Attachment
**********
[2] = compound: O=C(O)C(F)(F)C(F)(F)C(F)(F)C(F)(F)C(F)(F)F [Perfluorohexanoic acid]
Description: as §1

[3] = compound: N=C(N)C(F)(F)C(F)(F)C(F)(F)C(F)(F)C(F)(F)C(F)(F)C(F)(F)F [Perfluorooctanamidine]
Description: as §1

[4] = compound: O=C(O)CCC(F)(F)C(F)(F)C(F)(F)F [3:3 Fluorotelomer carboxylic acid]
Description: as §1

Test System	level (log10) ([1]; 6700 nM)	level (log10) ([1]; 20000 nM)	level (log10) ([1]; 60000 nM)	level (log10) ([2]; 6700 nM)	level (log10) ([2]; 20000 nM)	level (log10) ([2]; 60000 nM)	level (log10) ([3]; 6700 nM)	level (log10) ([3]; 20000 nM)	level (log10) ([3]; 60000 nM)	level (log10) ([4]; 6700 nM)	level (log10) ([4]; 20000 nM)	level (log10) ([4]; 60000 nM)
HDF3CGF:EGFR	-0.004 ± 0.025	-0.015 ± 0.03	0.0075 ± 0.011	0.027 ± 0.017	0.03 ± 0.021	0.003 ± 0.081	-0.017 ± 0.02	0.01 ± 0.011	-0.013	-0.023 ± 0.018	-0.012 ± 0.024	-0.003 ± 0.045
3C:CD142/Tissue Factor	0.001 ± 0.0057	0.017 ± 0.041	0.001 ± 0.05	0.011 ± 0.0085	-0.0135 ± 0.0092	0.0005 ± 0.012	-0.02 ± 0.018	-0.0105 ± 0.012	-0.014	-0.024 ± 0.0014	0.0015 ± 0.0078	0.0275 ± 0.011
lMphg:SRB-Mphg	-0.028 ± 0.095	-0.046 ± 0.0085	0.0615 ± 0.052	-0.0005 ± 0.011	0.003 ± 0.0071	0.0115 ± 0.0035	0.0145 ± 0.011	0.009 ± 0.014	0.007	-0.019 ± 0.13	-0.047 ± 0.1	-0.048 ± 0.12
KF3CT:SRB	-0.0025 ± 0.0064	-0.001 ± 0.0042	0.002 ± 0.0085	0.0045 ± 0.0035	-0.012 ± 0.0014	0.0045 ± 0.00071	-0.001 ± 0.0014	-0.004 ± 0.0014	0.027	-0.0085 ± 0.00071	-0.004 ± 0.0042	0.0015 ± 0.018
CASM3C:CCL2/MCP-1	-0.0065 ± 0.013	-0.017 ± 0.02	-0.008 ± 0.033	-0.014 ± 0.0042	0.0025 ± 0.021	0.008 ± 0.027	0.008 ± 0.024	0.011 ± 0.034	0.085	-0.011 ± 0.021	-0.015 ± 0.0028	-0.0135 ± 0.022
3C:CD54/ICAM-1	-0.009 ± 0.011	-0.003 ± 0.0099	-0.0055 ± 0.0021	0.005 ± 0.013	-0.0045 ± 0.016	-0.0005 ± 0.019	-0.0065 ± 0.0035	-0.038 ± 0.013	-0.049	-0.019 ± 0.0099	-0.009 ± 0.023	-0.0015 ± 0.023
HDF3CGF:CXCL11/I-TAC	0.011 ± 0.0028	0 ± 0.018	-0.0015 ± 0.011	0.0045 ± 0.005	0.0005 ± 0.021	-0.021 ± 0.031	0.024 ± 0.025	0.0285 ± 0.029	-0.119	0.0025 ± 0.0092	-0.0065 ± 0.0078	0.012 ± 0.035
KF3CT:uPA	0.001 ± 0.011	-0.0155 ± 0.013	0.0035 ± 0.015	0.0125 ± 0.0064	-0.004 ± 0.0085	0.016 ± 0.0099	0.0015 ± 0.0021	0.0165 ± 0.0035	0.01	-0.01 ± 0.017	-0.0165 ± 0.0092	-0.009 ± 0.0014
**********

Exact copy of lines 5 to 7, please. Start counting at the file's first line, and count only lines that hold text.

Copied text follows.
[4] = compound: O=C(O)CCC(F)(F)C(F)(F)C(F)(F)F [3:3 Fluorotelomer carboxylic acid]
Description: as §1

Test System	level (log10) ([1]; 6700 nM)	level (log10) ([1]; 20000 nM)	level (log10) ([1]; 60000 nM)	level (log10) ([2]; 6700 nM)	level (log10) ([2]; 20000 nM)	level (log10) ([2]; 60000 nM)	level (log10) ([3]; 6700 nM)	level (log10) ([3]; 20000 nM)	level (log10) ([3]; 60000 nM)	level (log10) ([4]; 6700 nM)	level (log10) ([4]; 20000 nM)	level (log10) ([4]; 60000 nM)